PRESS RELEASE

Lorentz version 9.0

Integrated Engineering Software, which develops hybrid simulation tools for design analysis, has released version 9.0 of its Lorentz simulation tool. Available in 2D rotationally symmetric and 3D packages, Lorentz uses field solver technology for applications requiring charged particle and beam analysis.

This release upgrades the user interface, brings new features to the program, and allows for substantial future developments. Workflow is now more intuitive and the trajectory menu is arranged in the same manner as the rest of the program. Improvement of the ray tracing code makes beam analysis faster, often by a factor of two.

A notable change to the program is the single ODE setup rather than the previous per emission set up. To eliminate the need for individual settings for each emission:

  • The adaptive time step solvers have been enhanced to include RK853

  • More advanced ODE settings are available to the user.

  • The charge and current iterations have additional settings for controlling convergence.

The company provides its expertise in the electromagnetic, electromechanical and electro thermal analysis software field to the industrial, automotive, medical, telecommunications, power and aerospace markets. Its clients include companies such as Alcatel, Mannesmann, TE Connectivity, Siemens, Carl Zeiss, and ABB.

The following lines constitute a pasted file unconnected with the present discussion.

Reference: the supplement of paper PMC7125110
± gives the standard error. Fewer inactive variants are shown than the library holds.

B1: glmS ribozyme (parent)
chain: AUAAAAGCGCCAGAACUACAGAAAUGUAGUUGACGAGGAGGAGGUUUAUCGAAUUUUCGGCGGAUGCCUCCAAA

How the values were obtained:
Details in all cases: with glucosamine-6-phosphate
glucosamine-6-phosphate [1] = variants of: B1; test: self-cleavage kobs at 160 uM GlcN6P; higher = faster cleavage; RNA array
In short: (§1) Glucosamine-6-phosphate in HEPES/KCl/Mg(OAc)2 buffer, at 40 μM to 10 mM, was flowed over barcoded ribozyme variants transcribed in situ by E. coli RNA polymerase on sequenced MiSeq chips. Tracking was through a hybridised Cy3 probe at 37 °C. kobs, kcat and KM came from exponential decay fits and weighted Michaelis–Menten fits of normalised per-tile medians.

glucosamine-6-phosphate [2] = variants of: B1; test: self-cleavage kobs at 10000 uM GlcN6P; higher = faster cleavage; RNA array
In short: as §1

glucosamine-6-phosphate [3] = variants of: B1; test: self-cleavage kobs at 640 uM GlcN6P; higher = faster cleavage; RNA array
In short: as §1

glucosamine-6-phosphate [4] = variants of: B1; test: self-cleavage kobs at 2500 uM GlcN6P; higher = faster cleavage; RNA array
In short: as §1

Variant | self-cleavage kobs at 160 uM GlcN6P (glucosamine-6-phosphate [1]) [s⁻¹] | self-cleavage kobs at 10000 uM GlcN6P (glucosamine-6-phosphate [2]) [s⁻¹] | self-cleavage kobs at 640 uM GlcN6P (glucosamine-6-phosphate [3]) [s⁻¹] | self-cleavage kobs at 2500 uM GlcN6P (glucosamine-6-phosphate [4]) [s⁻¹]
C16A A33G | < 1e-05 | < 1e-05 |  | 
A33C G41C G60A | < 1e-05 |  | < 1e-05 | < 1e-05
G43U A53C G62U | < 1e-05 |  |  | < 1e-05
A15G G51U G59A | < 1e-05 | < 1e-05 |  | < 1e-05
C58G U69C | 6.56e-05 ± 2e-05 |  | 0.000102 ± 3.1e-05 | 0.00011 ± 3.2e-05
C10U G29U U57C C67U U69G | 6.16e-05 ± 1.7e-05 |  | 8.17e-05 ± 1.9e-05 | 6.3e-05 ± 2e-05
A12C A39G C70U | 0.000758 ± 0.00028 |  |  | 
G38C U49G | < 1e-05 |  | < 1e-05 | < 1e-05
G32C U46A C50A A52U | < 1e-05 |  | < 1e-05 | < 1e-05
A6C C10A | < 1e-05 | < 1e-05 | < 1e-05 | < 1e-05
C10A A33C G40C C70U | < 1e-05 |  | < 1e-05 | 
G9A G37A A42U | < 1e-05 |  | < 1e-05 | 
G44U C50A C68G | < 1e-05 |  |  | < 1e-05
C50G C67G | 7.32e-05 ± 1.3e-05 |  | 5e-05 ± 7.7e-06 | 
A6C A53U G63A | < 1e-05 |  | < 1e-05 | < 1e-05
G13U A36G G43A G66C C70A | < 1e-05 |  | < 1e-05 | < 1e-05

Feature

Gemma Church finds out how astronomers are using simulations to investigate the extremities of our universe

Feature

Turning data into scientific insight is not a straightforward matter, writes Sophia Ktori

Feature

The Leibniz Supercomputing Centre (LRZ) is driving the development of new energy-efficient practices for HPC, as Robert Roe discovers

Feature

William Payne investigates the growing trend of using modular HPC, built on industry standard hardware and software, to support users across a range of both existing and emerging application areas

Feature

Robert Roe looks at developments in crash testing simulation – including larger, more intricate simulations, the use of optimisation software, and the development of new methodologies through collaboration between ISVs, commercial companies, and research organisations